|Posted on April 3, 2013 at 8:15 AM|
The longer I homeschool, the more fond I become of returning to topics that we have studied before especially if it is about history. Don't you think it takes a while to get a good skeleton or outline of some of the basic empires or civilizations of history? After that, it is all about adding in the details you enjoy the most. Oh yes, I still have t...Read Full Post »
|Posted on March 27, 2013 at 11:40 AM|
No, I didn't take a spring break but I had some sickness our way.
I do think though seeing all these bright spring bluebonnets this week here in my part of the country has me fired up about when I want to take spring break. I just keep moving along until I find we need to take a break, spring or otherwise. I use to follow the ...Read Full Post »
|Posted on March 12, 2013 at 9:20 AM|
I just realized as we had put the final touches on our Arctic & The Inuit Unit study that I did not ever send you the cover pages. I normally try to make these first if I make some, but usually send them last or toward the end of the unit since they go on the outside flaps of our lapbook. Too, if you choose to notebook and just use part of the minibooks, the covers can be used to divide sections or as decorative pieces.
Read Full Post »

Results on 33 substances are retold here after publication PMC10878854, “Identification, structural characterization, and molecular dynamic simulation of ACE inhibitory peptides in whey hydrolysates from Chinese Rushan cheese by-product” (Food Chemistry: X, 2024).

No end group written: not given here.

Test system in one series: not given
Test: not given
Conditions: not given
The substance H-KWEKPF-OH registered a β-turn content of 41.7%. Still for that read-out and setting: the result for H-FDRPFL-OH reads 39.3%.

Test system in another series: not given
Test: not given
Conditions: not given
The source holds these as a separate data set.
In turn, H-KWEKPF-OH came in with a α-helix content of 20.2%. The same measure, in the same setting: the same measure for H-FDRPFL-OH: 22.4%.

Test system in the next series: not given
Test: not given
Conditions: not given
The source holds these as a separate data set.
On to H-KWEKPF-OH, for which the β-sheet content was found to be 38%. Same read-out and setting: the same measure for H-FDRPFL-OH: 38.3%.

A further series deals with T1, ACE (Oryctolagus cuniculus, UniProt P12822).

|Posted on February 28, 2013 at 8:30 PM|
Using a lapbook is not just for real young children. I am not sure why that thinking permeates in the homeschool world and I have often wondered why it does. I think sometimes we might feel that middle school or high school is suppose to be only about serious learning. My thinking has changed and has been molded by many homeschool experiences but one thing that has not changed is the need to add a bit of fun to our every day subjects. Easy lapbooking is a way to do this and to curb negative a...Read Full Post »
|Posted on February 18, 2013 at 6:50 AM|
As I try to recover from my Fraud, Forgery & FBI adventure last week, we did manage to get some school done.
Focusing on some of the beautiful art work of the Inuit, we learned about soapstone carving and scrimshaw. The Inuit often carved beautiful and elaborate masks and sculptures. They used bone, ivory and animal antlers. Today, soapstone (a soft rock) is used too. I fin...Read Full Post »